This results in a multi-period risk of 0.5. The diversification factor is assumed to be 0.5, since the company, as an assessment entity, does not have only one project, but fluctuations of individual projects are partly offset by each other. The cost parameters are based on a standard developer calculation and cost components were discussed with practitioners. The detailed model of the risk calculation is provided in Appendix B. Table 6 presents the main results of the case study.
While the results show that conventional real estate projects tend to have slightly higher valuation results than projects with HQM, the overall variability (standard deviation in euros) is approximately the same for both types of projects (see Table 6). Based on these findings, the following valuation results of the explained project can be determined: conventional at 1,070,827 euros, HQM at 789,905 euros.
The following graph (Figure 2) shows the density and distribution function of the cash flows for conventional (red shaded area) and HQM (blue shaded area) real estate projects and thus visualizes the results. As the peak of the red area (conventional projects) is more to the right, the probability that these projects gain a higher cash flow is larger. The blue area (HQM projects) is more to the left and, thus, the probability of higher cash flows for these projects is slightly lower than for conventional projects. However, the similar shape of the two areas shows that the uncertainties connected to the cash flows are similar.

5. Discussion

While the use of HQMs is usually financially valued by customers, sustainability itself is only a minor aspect in this context (#2, #21) [77]. Clients have been known to show only a light interest in innovative materials, either because they do not care what is beyond the surface of a wall (homeowners) (#21), they just want a certificate for office space that they intend to rent out (investors) (#17), or because their own clients are interested in green production processes (companies) (#16) [78]. In the case of conventional materials leading to a lower margin, developers still prefer them in many situations, as the perceived risk regarding their application is lower (#2).
Project risks are increasing in association with the current long-term boom in the real estate market of most Western countries, as a high demand for construction companies leads to time-pressure for these companies, resulting in the selection of lower-quality companies that otherwise would not have been chosen (#8, #11) [79]. Moreover, in more competitive markets and periods, it is not very likely that companies will try new materials, as the general market pressure is too high (#8, #11, #13). At the same time, cost estimation becomes uncertain, as prices and costs for subcontractors have a high volatility. It becomes even more difficult for developers to plan and estimate new projects (#5), as poor calculation of work hours reinforces the arduous search for qualified staff and as a result, bad planning can have a dangerous impact on the finalization of a project or increase costs (#6). Resource prices also vary over time and economic situations; while demand may currently be high resource prices are not a significant issue (#5). However, this might change in a few years, depending on global economic development. In contrast, the purchase of land is a very hot topic now (#6) [80,81], with limited availability of unoccupied land meaning that economic risks play an important role when selecting potential sites (#5). In times of accommodative monetary policies and low interest rates, the risk related to inflation is negligible (#6). It is only for very long projects, where selling prices and financial planning differ, that inflation could pose a problem (#3).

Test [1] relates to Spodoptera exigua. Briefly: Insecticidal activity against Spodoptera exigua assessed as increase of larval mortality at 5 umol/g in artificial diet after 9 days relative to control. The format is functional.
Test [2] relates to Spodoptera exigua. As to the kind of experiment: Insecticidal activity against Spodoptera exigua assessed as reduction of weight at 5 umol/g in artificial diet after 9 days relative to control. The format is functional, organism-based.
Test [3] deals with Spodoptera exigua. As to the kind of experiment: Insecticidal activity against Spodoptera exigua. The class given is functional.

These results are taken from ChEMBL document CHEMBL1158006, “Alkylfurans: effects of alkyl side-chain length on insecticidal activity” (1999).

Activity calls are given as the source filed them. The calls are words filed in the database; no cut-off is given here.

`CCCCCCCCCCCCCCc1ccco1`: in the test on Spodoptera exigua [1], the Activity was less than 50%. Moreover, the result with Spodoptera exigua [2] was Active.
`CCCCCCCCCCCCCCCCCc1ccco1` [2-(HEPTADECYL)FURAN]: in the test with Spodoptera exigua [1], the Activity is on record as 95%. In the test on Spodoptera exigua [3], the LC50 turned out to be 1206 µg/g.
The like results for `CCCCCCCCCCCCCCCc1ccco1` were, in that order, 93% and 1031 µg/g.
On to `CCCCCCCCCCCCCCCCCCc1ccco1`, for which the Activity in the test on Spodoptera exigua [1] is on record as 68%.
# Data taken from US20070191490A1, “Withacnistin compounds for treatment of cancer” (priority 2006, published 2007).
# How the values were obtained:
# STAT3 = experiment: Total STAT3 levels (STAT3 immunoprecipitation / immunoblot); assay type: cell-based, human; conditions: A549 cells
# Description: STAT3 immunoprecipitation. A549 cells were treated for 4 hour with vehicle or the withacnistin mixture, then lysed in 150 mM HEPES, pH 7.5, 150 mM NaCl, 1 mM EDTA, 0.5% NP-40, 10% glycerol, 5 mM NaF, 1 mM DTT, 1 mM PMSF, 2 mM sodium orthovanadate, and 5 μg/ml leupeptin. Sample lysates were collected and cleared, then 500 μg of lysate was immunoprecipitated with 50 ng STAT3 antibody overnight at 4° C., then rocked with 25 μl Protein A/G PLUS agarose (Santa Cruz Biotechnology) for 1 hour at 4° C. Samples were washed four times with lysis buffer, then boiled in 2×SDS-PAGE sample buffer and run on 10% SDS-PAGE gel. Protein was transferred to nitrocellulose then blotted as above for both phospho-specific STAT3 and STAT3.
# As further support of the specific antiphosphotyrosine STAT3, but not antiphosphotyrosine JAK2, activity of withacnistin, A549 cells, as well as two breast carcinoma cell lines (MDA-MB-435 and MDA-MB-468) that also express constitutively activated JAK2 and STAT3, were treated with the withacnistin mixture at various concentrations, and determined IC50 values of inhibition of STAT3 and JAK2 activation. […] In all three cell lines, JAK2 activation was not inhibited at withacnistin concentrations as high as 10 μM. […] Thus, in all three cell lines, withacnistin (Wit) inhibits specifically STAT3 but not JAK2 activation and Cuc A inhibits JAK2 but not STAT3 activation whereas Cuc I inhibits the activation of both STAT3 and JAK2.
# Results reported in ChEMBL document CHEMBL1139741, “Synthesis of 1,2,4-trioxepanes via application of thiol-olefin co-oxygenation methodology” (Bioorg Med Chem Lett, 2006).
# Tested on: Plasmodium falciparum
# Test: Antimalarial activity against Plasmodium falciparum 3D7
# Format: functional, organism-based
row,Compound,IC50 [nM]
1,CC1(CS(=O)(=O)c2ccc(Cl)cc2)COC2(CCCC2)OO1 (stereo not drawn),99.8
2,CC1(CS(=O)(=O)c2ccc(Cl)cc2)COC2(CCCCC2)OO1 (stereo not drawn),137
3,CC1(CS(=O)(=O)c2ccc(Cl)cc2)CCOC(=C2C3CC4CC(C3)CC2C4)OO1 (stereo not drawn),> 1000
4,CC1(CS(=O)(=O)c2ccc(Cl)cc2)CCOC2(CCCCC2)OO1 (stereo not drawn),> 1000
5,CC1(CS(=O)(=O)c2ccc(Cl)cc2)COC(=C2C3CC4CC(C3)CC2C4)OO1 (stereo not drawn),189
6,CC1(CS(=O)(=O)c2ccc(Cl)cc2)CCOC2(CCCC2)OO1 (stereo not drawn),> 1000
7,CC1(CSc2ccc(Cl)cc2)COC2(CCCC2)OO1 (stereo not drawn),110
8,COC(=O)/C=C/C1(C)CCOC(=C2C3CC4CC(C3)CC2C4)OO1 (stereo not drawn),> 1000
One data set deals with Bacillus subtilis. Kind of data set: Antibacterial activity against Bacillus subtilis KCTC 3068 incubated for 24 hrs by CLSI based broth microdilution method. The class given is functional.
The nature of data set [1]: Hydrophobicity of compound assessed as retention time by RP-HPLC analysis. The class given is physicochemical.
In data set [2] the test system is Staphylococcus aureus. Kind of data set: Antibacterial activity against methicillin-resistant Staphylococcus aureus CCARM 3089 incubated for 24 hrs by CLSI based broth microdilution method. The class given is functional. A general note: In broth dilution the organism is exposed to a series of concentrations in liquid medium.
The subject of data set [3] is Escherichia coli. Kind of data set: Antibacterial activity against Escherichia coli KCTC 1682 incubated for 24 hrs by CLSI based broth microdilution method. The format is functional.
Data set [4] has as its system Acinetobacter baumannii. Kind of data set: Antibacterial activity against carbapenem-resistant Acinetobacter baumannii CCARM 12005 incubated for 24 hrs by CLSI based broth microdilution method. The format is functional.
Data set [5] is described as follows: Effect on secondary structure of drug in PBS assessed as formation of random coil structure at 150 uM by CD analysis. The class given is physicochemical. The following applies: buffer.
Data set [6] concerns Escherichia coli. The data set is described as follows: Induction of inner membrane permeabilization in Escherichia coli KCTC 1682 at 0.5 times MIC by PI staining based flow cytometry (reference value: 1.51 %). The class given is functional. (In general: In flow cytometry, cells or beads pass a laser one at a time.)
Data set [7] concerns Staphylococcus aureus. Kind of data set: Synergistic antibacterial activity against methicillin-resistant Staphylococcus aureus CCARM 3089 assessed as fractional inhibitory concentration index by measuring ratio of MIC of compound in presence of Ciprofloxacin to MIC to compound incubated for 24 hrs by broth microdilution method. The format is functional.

Although financing is currently not considered a problem, this could change substantially in times of crisis, with the solvency of developers being an important point that gains in significance during times of crisis (#5). If financing is planned today without considering changing conditions due to financial crises, projects may be canceled (#1, #6) [82]. While big developers that are backed by large companies use equity capital and are not overly reluctant regarding changes in financing conditions, this is a major issue for smaller developers (#5). At the same time, although flexibility in usage, e.g., the change between housing, offices, or hotels, is currently not a big issue due to high demand (#6), the prominence of the topic is growing, and is key during economic downturns (#5) [83,84].
Several experts (#13, #15, #16, #19) mentioned one point as being very important: integrated planning. If architects, planners, and different actors that are part of the project do not work together, project risks are tremendous, and profits tend to be zero. However, if integrated planning is established and lived by all stakeholders, project risks are close to zero [85,86]. Nevertheless, external risks are still present.
Finally, decent risk management is important, regardless of the economic situation [87]. During boom phases, it helps to avoid projects where tenders are too high, as the overall risk for the company exceeds healthy levels, potentially endangering the entire company (#11, #17). During crisis, a sophisticated risk assessment is important to mitigate the requirements for external capital becoming much more stringent, and banks requesting risk controlling measures.